::The other curious exception was that Varaan had not been sleeping. He had been meditating. They were two very different states of consciousness. So how had he ended up having a REM cycle? Perhaps he had been so fatigued that his body gave out and he had fallen asleep during a meditation exercise? Highly improbable. He had not been pushing himself as he usually did. In fact, he had experienced more restfulness lately than he had since he was a child.::
::Was there an outside force or intelligence trying to contact him telepathically? Doubtful. What could their cryptic message mean? More likely, his subconscious was trying to relay to his conscious mind a message. He though back over the past day, to see what might have triggered it. He remembered being in the Admiral's office, discussing the Hazard Team idea. The Admiral had explained the concept, and had opened the floor for discussion.::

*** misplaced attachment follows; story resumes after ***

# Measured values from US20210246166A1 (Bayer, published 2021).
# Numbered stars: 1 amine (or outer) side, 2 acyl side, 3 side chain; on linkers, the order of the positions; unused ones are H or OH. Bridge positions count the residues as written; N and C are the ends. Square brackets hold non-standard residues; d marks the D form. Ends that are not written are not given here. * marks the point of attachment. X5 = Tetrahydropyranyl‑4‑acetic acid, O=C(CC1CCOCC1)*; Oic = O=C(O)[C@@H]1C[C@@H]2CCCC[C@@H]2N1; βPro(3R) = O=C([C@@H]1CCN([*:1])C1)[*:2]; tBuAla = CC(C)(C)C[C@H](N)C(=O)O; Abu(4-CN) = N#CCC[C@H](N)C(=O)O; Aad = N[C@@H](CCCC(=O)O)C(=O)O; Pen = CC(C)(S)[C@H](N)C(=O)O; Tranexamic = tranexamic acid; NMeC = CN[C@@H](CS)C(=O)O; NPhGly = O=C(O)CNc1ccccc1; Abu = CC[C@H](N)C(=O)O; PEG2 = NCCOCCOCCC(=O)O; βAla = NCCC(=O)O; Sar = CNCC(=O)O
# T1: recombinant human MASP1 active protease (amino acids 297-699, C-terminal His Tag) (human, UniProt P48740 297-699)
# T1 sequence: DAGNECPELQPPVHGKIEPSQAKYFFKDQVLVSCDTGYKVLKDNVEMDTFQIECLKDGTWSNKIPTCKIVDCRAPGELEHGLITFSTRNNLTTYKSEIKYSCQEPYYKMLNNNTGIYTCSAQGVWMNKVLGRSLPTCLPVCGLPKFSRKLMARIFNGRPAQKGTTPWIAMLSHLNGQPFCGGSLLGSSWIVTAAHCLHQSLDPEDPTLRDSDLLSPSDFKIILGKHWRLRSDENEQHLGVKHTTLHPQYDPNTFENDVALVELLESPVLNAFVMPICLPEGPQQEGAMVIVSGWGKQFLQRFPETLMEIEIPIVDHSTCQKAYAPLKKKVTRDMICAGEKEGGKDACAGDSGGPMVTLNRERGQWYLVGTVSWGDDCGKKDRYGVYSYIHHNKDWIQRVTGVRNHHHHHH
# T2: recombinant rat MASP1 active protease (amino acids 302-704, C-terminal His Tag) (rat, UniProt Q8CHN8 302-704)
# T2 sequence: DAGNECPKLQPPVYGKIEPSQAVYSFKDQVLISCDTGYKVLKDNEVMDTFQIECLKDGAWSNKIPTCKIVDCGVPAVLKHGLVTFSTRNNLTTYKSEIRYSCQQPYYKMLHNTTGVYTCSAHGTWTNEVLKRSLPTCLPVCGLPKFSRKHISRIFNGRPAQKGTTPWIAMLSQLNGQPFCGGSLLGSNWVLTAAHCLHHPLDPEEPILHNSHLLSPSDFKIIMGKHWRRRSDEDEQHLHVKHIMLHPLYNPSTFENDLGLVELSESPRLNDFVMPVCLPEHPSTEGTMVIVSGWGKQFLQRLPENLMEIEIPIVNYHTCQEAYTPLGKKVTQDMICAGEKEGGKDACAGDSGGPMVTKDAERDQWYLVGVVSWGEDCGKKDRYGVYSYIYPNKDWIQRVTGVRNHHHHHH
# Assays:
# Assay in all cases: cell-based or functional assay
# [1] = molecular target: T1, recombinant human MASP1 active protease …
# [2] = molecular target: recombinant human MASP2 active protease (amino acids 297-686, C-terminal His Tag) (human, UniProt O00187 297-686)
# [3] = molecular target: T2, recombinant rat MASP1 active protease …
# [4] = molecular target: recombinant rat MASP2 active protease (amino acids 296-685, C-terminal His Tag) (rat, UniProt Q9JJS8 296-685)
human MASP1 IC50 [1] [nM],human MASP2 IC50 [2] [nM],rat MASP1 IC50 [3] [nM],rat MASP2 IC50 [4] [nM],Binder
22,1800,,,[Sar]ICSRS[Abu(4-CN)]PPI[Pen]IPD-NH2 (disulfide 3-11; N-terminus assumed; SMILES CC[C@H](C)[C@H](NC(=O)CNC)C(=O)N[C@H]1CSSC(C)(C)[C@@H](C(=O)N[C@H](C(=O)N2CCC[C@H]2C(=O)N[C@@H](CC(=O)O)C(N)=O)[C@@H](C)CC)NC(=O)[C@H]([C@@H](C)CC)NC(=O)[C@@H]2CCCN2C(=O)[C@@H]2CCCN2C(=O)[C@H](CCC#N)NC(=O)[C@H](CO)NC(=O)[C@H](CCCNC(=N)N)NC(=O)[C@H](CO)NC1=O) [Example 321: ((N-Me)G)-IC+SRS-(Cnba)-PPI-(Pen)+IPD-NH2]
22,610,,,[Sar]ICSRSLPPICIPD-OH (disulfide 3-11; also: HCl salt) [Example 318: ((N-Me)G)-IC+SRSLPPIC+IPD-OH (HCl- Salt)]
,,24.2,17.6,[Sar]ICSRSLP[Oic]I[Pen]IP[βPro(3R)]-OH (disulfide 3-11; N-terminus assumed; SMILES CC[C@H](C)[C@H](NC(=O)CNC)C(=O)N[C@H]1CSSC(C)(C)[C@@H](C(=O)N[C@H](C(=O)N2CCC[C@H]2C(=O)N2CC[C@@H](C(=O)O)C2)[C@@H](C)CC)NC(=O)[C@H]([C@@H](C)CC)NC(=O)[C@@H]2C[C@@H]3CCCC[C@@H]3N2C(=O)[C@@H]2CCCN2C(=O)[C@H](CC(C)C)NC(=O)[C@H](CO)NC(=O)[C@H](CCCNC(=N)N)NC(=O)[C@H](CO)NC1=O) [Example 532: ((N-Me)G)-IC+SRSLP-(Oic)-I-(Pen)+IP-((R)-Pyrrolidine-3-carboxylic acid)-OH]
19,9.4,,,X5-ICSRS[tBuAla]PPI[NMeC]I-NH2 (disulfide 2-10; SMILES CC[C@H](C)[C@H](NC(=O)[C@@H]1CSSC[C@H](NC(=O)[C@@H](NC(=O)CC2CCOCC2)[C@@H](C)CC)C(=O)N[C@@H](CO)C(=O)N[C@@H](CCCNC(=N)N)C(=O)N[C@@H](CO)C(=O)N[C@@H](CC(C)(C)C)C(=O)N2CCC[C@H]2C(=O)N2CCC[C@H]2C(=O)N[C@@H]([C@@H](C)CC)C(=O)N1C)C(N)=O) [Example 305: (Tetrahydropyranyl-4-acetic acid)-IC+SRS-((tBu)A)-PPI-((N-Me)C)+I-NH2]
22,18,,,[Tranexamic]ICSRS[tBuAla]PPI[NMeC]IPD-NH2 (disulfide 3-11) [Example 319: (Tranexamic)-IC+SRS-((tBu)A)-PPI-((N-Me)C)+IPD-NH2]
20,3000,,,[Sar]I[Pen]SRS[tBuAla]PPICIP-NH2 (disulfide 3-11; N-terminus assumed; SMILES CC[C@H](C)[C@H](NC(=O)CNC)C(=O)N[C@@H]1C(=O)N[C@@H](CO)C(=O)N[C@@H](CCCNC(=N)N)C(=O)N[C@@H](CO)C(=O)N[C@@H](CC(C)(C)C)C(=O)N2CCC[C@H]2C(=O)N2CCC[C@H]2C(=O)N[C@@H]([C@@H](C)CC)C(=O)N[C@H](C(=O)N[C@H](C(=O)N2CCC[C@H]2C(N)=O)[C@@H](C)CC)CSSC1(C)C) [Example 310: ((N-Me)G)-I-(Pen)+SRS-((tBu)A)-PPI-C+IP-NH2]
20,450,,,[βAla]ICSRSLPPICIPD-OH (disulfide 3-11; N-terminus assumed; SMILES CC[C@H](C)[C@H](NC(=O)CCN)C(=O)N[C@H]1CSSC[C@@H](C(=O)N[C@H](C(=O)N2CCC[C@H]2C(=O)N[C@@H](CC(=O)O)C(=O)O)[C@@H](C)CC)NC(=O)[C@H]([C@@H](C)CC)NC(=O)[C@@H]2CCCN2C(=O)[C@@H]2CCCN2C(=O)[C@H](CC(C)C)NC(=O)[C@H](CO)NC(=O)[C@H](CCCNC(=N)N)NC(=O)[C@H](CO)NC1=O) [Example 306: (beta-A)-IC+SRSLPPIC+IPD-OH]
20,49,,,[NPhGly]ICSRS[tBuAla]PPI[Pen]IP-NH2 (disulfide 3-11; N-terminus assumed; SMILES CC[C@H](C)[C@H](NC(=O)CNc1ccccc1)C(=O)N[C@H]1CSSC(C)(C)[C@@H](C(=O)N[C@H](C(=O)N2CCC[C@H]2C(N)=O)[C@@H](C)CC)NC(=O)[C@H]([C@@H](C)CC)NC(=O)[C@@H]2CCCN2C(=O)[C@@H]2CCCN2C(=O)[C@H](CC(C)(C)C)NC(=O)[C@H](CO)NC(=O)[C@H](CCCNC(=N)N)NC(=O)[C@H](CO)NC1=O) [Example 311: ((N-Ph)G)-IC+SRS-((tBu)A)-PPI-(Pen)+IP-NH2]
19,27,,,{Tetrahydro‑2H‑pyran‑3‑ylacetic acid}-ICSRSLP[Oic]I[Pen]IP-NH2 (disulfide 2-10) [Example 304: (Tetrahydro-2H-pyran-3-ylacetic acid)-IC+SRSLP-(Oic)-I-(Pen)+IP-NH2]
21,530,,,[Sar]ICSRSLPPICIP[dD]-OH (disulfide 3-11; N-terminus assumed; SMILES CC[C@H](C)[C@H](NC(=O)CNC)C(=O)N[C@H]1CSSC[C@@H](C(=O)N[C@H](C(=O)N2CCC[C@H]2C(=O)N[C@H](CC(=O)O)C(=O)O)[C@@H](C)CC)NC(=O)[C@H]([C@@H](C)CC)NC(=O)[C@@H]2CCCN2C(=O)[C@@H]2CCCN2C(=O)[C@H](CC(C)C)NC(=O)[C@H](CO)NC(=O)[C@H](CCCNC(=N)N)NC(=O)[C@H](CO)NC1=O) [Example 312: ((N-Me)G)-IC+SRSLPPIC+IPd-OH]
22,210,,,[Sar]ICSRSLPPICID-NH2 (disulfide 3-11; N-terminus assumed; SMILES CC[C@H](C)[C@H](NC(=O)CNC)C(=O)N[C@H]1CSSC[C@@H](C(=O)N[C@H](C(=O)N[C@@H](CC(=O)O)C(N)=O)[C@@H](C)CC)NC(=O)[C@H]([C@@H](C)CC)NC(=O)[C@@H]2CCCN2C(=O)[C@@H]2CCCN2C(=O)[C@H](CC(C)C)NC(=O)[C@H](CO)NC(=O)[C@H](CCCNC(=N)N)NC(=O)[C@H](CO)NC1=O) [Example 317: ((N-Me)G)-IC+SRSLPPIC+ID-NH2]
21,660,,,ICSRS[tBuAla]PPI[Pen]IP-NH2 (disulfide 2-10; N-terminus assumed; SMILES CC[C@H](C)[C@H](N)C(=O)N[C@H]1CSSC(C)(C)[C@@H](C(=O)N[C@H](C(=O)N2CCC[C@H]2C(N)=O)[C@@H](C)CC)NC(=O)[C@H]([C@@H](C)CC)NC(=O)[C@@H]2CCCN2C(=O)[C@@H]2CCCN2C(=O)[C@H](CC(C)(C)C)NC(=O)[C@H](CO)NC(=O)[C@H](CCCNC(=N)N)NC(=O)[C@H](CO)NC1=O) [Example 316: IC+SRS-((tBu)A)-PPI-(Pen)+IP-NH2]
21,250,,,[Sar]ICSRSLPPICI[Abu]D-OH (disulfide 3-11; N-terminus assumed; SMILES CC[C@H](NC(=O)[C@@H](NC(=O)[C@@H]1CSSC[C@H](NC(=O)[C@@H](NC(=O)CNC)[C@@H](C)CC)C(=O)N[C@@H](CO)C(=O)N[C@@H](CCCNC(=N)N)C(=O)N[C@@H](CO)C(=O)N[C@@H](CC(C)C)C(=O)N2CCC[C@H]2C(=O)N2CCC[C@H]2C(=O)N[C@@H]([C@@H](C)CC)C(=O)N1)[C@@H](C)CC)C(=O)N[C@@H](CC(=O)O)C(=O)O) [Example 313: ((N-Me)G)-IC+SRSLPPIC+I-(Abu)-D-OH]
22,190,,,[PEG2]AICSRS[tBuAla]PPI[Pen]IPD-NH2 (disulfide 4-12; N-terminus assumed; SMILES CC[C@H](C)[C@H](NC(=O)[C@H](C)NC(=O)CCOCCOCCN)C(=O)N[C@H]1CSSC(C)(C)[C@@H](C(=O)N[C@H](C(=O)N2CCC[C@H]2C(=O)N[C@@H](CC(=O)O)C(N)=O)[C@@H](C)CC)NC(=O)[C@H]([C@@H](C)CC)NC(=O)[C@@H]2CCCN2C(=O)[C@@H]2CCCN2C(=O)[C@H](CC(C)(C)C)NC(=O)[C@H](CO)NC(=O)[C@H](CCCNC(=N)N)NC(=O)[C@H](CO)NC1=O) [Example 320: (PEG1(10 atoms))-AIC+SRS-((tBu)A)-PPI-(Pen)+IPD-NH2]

SABDOK: Sir, since becoming Security Chief on board the Atlantis, I have been training the security forces in aspects of my Brikar half's training. Would I be authorized to also train the RRT's in these?
KRIEGER: From what I've heard of the Brikar techniques, they're not counterproductive to what we're trying to accomplish here. So I don't see why not, lieutenant.
BOZAR: Actually, that sounds like fun.
::There was only a few more minutes discussion on the topic, before it switched over to crew assignments. Varaan was concerned that nearly one-third of his current crew were being transferred off and replaced with different personnel. Though Varaan understood the nature and purpose of rotating assignments and duty tours, he thought it was unwise this early in the ship's career. It would be very difficult to establish a consistency and maintain efficiency with such numbers of personnel having to get to know a new ship and new routines, and vice versa.::